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    Well, let's see. I have had my Dremel all of a couple of months and already the table top is showing significant rust. Could be due to my eagerness to get started, I cleaned the table with some of that mechanic hand soap I have. Any suggestions for helping me correct this blunder would be appreciated (a new saw is tempting but my wife might have something to say about that). Also, I've been doing some puzzle work in 3/4" red oak and it seems to take forever. I am using Vermont American (VA) blades that are not upside down. If I apply some push they cut fairly well but the adage 'let the saw cut' doesn't work for either me or the VA blades. A nine piece Turtle puzzle shouldn't take 3 hours right?

    Thanks.

    If there is one thing I can make perfect every time it is sawdust.
    Sawdust King

    If there is one thing I can make perfect every time it is sawdust.

  • #2
    Welcome Aboard!!

    Although you didn't mention what size blade you are using, you need a better brand of blade. Also 3/4 inch oak is probably not the best choice of stock if you're just getting started scrolling. Pine or poplar will cut much easier with the blades you are currently using. Check with Mike here on the forum. He sells Flying Dutchman blades for about any application you can imagine. He will send you a sample and advise you regarding which size and type blade you need for a given project. Right now I suspect your main problem is the size of the blade you are using if it's taking three hours to cut a nine piece puzzle. With that brand of blade you will need at least a #5 and probably a #7 or #9 for 3/4 inch oak. Hope that helps a little and welcome to the board. If you have questions regarding scrolling we have folks with lots of experience in every aspect who are happy to help.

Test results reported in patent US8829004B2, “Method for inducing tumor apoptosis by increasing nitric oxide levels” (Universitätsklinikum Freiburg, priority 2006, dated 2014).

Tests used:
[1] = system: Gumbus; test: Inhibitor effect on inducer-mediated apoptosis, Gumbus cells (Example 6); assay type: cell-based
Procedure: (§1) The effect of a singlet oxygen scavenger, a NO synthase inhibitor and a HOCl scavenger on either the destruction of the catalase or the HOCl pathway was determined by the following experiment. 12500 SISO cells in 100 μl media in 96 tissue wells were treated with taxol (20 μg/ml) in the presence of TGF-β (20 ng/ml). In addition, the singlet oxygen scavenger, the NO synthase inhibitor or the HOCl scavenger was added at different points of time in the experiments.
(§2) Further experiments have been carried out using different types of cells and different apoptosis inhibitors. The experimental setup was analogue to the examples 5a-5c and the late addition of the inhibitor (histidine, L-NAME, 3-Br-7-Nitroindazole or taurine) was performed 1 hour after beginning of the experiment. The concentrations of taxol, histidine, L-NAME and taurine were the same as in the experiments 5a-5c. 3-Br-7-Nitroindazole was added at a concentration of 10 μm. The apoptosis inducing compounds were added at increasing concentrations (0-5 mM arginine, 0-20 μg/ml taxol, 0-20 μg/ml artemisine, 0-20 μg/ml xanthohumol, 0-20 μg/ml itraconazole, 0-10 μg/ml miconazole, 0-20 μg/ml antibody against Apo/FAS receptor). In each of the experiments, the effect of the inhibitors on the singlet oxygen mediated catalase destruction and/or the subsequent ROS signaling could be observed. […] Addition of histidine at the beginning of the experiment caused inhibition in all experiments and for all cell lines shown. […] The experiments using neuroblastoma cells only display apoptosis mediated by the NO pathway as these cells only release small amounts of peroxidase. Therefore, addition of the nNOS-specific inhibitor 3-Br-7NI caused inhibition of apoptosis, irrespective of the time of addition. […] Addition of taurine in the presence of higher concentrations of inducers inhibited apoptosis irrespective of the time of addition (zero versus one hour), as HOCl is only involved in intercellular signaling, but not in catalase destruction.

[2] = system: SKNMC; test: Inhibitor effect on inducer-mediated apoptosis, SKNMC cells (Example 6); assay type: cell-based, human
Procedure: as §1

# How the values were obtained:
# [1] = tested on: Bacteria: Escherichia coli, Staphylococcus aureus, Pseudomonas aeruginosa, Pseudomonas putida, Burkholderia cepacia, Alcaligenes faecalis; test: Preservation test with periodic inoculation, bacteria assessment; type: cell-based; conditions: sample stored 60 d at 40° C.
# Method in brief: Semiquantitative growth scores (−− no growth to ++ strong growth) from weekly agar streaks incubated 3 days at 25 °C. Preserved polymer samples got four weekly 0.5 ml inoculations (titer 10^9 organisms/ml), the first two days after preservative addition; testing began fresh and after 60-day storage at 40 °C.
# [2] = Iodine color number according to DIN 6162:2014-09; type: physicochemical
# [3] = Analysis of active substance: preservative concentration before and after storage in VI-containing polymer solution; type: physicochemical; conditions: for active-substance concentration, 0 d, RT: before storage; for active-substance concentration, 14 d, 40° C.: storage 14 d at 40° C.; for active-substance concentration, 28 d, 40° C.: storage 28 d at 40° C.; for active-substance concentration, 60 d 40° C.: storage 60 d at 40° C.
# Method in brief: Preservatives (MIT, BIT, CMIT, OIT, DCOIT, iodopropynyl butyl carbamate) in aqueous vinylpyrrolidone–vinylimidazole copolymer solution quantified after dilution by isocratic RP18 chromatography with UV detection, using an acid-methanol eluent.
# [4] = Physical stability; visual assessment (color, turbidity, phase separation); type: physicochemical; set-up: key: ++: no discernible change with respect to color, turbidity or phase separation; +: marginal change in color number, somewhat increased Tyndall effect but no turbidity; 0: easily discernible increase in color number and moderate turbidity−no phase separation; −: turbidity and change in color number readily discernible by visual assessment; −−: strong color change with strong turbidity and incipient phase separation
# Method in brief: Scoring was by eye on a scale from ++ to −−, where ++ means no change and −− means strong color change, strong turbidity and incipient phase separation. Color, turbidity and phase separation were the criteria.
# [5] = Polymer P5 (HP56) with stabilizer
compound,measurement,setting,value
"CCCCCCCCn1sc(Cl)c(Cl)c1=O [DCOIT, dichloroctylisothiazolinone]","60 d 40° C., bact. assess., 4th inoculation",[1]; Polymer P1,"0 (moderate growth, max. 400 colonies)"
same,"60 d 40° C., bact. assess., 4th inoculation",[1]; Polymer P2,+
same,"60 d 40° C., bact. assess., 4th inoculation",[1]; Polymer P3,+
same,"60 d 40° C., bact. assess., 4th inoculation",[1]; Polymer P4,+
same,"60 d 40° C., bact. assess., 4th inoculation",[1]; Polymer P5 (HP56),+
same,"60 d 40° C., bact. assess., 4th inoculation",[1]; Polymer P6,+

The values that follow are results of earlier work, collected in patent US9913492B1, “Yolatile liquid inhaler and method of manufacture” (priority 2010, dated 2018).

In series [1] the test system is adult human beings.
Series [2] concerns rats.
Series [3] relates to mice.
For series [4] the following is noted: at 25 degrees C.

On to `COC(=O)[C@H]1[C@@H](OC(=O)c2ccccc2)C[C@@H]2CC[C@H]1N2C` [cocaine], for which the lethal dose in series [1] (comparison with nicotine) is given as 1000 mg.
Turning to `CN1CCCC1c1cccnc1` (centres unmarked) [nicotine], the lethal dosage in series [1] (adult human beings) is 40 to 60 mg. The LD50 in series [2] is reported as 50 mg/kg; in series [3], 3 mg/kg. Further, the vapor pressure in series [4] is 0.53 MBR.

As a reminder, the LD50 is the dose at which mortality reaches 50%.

If it don't fit, don't force it....get a bigger hammer!!

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    • #3
      As you know rust is not our friend
      Try buffing the table with some emery cloth or some steel wool. Once you have buffed the rust away you can put a paste wax on the table.
      Neals advice on the blades is top notch.
      Oak is a hard hard wood. I have been frustrated before when cutting it. The new blades will make all the difference.
      CAЯL HIRD-RUTTEЯ
      "proud member of the best scroll sawing forum on the net."
      Ryobi SC180VS scroll saw EX21

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      • #4
        The blades are a VA #7, I put a new blade in and started a 4 piece Cat puzzle (still 3/4 oak), 1/3 through the process I put in another new blade. I could see improvement in ease of cutting. I probably should have done one or two more blade changes which would have helped it along. Thanks for the advice. I guess with scrolling Oak and using VA blades you need to change them frequently. Lesson learned. Now to get that steel wool.
        Sawdust King

        If there is one thing I can make perfect every time it is sawdust.

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        • #5
          Keep that steel wool away from your oak ! It'll react with the wood's tannins and discolor it.

          Gill
          There is no opinion, however absurd, which men will not readily embrace as soon as they can be brought to the conviction that it is readily adopted.
          (Schopenhauer, Die Kunst Recht zu Behalten)